I have always tried to introduce authentic and graded literature in my classes with various degrees of success. Over the years, and with the belief that reading for pleasure is quite different from required reading, I have tried to lessen the negative effects of required reading.
Some strategies that have worked for me
Finding the right book or poem
This seems obvious but is an essential aspect of the process. I sometimes choose the reading myself, taking into account my students’ age and preferences. Some other times I present them with a few options and they can vote which they want to read. Poetry is often seem as boring, but I believe this appreciation is related to the kind of poetry we present to our students. The poetry of Benjamin Zephaniah or Tim Burton are only two examples of a more accessible or different kind of poetry.
- Wicked World by Benjamin Zephaniah is a collection of poems on very interesting topics. You can also find videos of Benjamin Zephaniah himself reciting the poems.
- The Melancholy Death of Oyster Boy and other stories by Tim Burton is a fantastic collection of poems aligned with the film director’s wacky style. There are also videos extending the stories in his poems.
Making sure the language level is accessible
A lower level might prove boring and a higher level will make it an unnecessary challenge. In this respect, nobody knows your learners better than yourself, so you will have to make this decision carefully.
Trying not to choke the pleasure of reading with excessive language work: doing endless language exercises and comprehension questionnaires about the book you are reading can definitely make the reading tedious.
Allowing for a choice of reading response
Giving students a list of options for after reading projects is an effective way of allowing students some freedom to choose what they like best and to explore different aspects of the text. Students can then feel freer to explore their creative talents. One such list of options for A Midsummer Night’s Dream is this:
A Midsummer Night’s Dream
Get into groups and choose what you want to work on from this list
- Act out a scene: Choose a scene (or portion) to present to the class. You may choose to rewrite your scenes or present them as they are.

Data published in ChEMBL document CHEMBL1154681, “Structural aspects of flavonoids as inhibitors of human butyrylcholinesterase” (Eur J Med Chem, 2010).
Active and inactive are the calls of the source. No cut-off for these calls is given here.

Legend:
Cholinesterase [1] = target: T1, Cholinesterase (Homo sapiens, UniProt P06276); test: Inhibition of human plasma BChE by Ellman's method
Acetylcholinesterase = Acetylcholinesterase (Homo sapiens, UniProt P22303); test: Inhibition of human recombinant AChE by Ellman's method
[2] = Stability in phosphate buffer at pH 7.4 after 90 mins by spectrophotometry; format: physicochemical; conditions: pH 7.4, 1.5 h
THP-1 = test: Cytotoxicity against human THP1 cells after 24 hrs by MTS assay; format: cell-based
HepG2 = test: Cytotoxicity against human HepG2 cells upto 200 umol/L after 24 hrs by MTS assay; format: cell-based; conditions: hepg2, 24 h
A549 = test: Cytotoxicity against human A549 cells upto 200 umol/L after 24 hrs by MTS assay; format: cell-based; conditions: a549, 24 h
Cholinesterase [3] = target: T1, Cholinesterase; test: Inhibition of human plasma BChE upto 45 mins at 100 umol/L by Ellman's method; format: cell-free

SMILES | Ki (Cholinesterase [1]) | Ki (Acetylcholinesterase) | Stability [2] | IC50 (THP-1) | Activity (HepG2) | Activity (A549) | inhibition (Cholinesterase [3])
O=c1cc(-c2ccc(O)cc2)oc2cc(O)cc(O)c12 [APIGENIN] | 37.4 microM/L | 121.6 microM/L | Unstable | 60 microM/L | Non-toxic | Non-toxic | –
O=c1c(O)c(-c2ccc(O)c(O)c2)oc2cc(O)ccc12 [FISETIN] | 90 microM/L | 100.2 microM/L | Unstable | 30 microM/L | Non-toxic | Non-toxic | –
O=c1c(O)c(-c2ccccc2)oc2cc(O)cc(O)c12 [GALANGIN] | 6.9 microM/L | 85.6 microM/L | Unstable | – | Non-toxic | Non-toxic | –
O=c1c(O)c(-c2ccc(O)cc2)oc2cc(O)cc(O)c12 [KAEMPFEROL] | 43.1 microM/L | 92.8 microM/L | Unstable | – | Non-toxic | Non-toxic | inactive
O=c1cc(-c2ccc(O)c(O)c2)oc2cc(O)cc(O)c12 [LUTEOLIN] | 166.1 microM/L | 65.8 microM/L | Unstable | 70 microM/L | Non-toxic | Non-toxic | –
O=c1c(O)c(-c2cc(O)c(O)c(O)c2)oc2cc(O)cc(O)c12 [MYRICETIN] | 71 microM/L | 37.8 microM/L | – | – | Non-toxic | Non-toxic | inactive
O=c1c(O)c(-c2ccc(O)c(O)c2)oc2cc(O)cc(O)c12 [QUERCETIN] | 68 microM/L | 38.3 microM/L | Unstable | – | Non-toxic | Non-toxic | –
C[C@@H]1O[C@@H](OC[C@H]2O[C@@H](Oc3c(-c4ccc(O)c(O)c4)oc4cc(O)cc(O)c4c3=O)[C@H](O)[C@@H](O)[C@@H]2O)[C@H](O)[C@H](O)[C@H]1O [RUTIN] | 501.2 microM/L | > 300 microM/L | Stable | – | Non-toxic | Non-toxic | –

- Create a puppet show of a scene
- Analyze Shakespeare´s language use in the original play
- Compare the three versions: prose, cartoon, play
- 60 second Shakespeare: create a 60-second video, slideshow, animation, rap or poem about the play
- Analyze Shakespeare´s time at the time of this play
- Character Diaries: Choose a character and write a journal/diary from his/her point of view retelling all the events he/she experienced.
- A set of comprehension activities (worksheets)
- Create a stage setting and costume design for the play
- Create a diagram of flow chart of the four pairs of lovers – Theseus/Hippolyta, Oberon/Titania, Lysander/Hermia, and Demetrius/Helena – and explain how it changes throughout the play to the final pairings.
- Which of the four women is more like a modern-day woman? In what ways is each of them modern?
- Character analysis: choose one character and analyze it
- Write Agony Aunt letters from: Hermia, Helena and Egeus.
- Write or perform an interview with a character
- Conflict resolution: Hermia’s father wants her to marry Demetrius. But she loves Lysander, and Lysander loves her. According to ancient laws without her father’s approval, she can’t marry him!!
• What would happen nowadays in the same situation?
• Why do young people in love sometimes experience conflict with their parents?
• What is the best way to resolve a conflict?
If you have another idea, tell the teacher to see if it´s possible
All in all, allowing students to enjoy what they are reading both because of the title selection and the work to be done has been a booster in my students’ reaction to literature. I hope you can find ways to make it work for you!